Also, you need to watch out for naming conflicts, for instance if you have a base product and an advanced product naming the base “1” and the advanced “2” creates iteration issues. Will the next version of the base product be Widget 1 2 and the Advanced Product Widget 2 2? This was really problematic with Intel’s Core brand because Cores are actually a thing in a processor so you ended up with Core 2 Duo which I think was a dual core second generation part but I’ve never been really sure. What was sad about this is Intel had one of the most powerful and best regarded brands in Pentium and it effectively tossed that into the waste basket.

Ryzen

Ryzen, which you can pronounce, is actually a decent name and that is surprising because this was decades after I’d concluded that finding a name that was attractive was nearly impossible. It is aspirational. Given this is AMD’s return with a technology leading processor, the combination of “rising” and “Zen” into Ryzen conveys both a positive advancement and intelligence—both important in a core part of a computer be it a PC or Server.

This showcases the last part of what makes for a good product name or brand and that is it should be aspirational. It should convey what the product aspires to be because perception is always more powerful than reality. Ryzen does that and reflects some really great work, and more than a little luck, from the folks that created it.

Wrapping Up: Avoid Naming Like the Plague

If there is one thing I can leave you with it is that if anyone ever offers you the “privilege” of naming a product run. Seriously, there are two ways to learn this lesson, one is to watch someone else go through this and give them lots of support, the other is to do this yourself and kiss your career goodbye. I’d suggest the former but given I survived the latter there is a chance you could survive it as well. Congrats to AMD for choosing a brand it can be proud of and my condolences to all of those that came up with names that they will likely never live down.

One final thought, if someone tries to give you this responsibility and is experienced, you should conclude they really, really, don’t like you. Something to think about this weekend.

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About Author

As President and Principal Analyst of the Enderle Group, Rob provides regional and global companies with guidance in how to create credible dialogue with the market, target customer needs, create new business opportunities, anticipate technology changes, select vendors and products, and practice zero dollar marketing. For over 20 years Rob has worked for and with companies like Microsoft, HP, IBM, Dell, Toshiba, Gateway, Sony, USAA, Texas Instruments, AMD, Intel, Credit Suisse First Boston, ROLM, and Siemens.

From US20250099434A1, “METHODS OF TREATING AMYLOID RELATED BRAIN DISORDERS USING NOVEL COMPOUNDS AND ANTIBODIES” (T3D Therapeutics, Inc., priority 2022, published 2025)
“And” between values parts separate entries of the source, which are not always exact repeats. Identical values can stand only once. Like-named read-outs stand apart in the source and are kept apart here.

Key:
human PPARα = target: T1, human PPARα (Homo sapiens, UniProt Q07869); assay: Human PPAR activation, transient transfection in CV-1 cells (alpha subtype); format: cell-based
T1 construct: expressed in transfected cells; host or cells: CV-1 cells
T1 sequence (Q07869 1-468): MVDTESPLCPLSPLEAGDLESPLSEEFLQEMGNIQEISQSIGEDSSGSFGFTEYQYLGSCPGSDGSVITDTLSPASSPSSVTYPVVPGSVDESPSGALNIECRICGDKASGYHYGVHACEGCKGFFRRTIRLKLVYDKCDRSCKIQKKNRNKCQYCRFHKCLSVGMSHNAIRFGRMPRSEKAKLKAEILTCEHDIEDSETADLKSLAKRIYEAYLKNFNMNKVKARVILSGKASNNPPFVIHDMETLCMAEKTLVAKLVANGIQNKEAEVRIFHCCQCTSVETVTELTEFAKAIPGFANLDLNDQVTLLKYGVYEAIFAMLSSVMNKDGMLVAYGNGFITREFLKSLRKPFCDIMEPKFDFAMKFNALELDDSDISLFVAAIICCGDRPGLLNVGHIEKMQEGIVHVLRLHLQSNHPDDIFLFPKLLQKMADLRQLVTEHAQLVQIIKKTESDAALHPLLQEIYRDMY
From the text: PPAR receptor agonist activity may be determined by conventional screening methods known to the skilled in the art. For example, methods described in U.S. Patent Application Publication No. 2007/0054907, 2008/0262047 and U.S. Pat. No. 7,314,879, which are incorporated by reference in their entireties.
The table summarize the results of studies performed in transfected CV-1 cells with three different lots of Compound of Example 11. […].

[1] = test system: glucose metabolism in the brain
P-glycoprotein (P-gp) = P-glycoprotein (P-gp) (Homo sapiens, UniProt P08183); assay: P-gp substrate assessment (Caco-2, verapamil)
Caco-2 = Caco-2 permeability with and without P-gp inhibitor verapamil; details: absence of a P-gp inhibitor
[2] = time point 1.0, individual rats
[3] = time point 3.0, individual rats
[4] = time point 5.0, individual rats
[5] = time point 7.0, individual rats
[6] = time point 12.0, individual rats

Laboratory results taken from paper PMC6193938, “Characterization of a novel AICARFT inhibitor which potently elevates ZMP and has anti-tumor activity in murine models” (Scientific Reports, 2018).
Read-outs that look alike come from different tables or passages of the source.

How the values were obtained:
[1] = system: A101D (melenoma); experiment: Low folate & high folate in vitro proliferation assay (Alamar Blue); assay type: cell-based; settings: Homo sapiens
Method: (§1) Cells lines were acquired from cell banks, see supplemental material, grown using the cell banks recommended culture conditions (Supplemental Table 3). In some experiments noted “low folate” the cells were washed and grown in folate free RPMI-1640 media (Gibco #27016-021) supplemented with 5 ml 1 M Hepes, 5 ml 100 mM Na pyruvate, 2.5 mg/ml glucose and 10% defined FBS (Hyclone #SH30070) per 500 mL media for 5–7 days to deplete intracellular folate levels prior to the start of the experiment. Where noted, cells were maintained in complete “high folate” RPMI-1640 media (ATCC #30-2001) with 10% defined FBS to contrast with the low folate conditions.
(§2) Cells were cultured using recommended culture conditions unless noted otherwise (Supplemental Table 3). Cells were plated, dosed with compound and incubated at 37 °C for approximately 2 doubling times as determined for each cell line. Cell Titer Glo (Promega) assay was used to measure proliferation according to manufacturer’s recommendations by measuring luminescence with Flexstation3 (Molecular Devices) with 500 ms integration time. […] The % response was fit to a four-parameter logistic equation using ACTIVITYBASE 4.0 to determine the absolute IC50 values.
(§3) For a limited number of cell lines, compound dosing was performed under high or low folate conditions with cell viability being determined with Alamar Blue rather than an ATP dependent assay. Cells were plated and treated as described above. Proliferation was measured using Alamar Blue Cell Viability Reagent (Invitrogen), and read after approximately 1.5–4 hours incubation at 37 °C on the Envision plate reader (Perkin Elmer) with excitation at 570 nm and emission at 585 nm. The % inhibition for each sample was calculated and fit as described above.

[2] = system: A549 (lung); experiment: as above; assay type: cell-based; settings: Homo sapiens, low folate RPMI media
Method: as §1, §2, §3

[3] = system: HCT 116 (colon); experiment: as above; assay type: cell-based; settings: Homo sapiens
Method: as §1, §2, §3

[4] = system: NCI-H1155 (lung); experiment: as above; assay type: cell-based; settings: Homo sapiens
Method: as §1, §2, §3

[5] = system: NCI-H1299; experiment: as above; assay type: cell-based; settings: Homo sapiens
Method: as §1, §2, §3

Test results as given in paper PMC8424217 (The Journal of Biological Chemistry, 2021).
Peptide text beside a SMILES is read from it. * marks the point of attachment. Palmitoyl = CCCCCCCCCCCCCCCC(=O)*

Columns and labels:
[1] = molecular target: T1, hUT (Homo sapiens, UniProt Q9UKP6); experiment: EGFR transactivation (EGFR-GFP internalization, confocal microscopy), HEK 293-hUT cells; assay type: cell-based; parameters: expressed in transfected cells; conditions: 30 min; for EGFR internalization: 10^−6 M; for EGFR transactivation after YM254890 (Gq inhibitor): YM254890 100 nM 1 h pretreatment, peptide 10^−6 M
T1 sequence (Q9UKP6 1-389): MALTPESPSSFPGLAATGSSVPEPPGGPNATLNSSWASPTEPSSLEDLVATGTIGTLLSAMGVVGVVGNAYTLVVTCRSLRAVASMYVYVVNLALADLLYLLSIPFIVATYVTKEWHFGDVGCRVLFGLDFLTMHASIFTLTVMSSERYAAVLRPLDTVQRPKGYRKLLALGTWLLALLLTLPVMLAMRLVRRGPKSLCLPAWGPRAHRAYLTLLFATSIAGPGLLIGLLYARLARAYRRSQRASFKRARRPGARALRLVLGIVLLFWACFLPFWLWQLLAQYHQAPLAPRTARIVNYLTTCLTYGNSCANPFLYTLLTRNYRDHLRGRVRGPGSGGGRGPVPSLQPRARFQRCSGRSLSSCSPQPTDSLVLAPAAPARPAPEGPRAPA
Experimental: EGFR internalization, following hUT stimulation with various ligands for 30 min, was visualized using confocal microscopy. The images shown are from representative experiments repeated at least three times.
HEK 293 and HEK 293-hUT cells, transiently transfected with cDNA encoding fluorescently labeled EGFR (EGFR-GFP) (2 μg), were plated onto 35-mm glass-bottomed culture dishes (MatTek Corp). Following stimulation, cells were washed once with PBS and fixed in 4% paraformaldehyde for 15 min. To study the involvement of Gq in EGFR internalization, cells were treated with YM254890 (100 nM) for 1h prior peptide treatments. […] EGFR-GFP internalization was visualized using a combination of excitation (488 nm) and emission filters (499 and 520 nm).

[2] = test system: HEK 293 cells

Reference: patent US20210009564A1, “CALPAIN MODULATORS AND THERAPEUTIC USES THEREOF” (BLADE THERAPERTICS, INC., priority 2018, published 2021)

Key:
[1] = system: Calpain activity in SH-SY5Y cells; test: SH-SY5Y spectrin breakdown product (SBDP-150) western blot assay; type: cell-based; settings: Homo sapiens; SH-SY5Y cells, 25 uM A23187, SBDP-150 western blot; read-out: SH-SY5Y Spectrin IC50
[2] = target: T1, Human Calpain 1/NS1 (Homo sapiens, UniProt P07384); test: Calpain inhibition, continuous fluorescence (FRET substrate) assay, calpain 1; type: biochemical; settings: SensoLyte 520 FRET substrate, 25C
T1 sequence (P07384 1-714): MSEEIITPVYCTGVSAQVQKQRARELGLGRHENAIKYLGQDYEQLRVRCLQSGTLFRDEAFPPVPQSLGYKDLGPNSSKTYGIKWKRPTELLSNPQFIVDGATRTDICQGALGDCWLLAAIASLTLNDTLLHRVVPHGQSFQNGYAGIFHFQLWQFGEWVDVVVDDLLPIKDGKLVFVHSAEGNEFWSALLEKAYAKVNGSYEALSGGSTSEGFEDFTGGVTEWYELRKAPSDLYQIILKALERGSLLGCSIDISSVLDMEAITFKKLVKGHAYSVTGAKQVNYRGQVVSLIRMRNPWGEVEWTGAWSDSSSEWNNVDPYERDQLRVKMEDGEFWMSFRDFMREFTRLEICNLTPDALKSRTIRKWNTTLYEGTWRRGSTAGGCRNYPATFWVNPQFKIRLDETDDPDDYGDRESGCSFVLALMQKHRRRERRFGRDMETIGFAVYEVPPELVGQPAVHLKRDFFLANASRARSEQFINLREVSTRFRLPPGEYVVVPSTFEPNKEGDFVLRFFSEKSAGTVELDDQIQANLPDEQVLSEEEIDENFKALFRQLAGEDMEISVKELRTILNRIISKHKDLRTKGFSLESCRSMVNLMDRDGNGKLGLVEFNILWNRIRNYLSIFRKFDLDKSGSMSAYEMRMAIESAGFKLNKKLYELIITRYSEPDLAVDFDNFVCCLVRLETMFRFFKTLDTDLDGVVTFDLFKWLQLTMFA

• I recall the naming of Athlon, Opteron, Turion and Phenom and the numerous focus groups across the world, but still not enough that a last minute change of Athlon colour had to happen as purple was not going to work in Italy.

    I often wondered why huge amounts of money was spent when asking the employees would give a global cultural perspective and hone enough to get somewhere before final premarket testing.

    It’s nice to see AMD trying a come back with processors, they’ve become a gpu company. I wonder whether the crew running the place will learn from the history or whether the history is lost. How Opteron became adopted by the OEMs, who consumer laptop share was taken to 12% in Europe from near 0%, how the gamers powered the 64-bit adoption.

    I fear times are different now, processors are boring, who knows what is in your phone or tablet, who cares, how do you get them to care.

    Good luck AMD, you have passion, that is certainly where it starts.

  • The problem, I discovered in asking the employees is the number of opinions that get preset which results in headroom when you finally have a candidate in line for approval.  If you get 5 people in a room chances are you’ll have at least 3 separate opinions, very different opinions, on what a name should be. Agree processors just aren’t that exciting anymore, the massively funded Pentium and Intel Inside campaigns ran their courses and no one is marketing this part heavily anymore. Sad really, I miss the Bunny Men.